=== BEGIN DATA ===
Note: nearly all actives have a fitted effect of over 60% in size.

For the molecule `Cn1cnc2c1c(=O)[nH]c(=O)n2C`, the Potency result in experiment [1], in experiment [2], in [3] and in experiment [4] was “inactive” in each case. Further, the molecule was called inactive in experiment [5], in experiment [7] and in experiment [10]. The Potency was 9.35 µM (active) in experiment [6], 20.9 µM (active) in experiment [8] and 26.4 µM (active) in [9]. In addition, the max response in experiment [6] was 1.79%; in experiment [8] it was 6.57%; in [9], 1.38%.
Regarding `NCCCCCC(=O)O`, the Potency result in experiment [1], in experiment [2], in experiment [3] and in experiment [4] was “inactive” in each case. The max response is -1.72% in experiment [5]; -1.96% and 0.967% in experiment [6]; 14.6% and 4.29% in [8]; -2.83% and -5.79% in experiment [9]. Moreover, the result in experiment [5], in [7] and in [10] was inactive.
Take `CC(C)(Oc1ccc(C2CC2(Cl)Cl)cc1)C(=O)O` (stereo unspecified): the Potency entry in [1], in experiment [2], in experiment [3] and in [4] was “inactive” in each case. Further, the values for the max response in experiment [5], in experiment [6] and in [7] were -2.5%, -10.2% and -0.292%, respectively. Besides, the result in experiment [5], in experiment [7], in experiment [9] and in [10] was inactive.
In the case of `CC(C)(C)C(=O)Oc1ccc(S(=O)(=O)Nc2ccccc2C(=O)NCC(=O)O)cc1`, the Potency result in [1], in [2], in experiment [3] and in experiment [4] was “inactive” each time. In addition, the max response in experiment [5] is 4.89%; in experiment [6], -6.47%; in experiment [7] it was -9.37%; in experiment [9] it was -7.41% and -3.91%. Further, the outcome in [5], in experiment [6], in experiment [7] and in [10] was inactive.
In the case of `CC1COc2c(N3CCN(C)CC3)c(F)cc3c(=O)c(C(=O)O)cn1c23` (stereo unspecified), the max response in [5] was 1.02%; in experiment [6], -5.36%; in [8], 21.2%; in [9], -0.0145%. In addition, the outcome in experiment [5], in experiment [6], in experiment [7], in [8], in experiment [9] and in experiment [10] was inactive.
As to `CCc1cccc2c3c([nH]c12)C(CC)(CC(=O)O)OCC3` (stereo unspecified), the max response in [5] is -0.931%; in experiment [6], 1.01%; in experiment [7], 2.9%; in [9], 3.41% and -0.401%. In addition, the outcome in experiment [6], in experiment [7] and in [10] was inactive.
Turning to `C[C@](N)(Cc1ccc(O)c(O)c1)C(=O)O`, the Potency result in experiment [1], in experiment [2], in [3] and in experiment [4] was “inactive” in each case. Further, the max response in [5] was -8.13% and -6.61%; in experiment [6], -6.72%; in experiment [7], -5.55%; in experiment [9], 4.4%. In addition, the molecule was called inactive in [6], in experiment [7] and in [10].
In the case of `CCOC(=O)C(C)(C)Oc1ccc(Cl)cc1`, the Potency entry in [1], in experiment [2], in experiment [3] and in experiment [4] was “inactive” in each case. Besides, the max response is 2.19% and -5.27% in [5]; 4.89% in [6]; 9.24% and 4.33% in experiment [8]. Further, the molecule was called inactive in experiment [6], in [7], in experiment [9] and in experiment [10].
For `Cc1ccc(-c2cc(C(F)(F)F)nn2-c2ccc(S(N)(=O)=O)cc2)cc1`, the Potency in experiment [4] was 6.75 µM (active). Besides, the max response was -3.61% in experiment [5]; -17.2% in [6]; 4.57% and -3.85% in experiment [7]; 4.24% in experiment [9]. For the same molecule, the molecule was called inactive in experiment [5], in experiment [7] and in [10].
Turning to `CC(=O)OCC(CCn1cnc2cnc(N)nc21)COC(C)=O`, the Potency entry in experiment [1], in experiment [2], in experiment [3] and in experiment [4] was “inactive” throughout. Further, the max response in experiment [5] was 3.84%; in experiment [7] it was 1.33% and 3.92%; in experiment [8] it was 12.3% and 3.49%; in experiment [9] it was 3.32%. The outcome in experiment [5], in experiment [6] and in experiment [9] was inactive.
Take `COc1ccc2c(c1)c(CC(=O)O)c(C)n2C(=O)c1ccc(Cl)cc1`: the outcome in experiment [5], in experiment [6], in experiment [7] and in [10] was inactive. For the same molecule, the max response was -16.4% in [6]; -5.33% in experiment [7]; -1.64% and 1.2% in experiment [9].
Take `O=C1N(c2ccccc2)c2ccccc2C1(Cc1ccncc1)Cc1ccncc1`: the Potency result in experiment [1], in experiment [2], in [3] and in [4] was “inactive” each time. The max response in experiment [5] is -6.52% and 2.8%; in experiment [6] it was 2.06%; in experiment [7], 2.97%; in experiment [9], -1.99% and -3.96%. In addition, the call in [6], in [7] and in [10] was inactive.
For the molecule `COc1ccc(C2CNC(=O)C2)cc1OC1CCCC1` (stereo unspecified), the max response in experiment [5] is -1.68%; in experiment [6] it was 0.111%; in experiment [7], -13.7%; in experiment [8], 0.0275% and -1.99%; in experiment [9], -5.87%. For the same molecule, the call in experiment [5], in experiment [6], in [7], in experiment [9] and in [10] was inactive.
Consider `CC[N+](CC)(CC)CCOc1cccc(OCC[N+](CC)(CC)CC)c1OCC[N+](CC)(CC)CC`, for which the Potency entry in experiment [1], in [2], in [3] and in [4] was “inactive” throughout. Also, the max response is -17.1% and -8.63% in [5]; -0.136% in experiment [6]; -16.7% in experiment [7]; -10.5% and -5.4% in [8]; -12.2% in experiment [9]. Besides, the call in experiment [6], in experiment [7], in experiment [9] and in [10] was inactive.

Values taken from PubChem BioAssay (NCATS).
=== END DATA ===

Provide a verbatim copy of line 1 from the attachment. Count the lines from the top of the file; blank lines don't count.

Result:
Note: nearly all actives have a fitted effect of over 60% in size.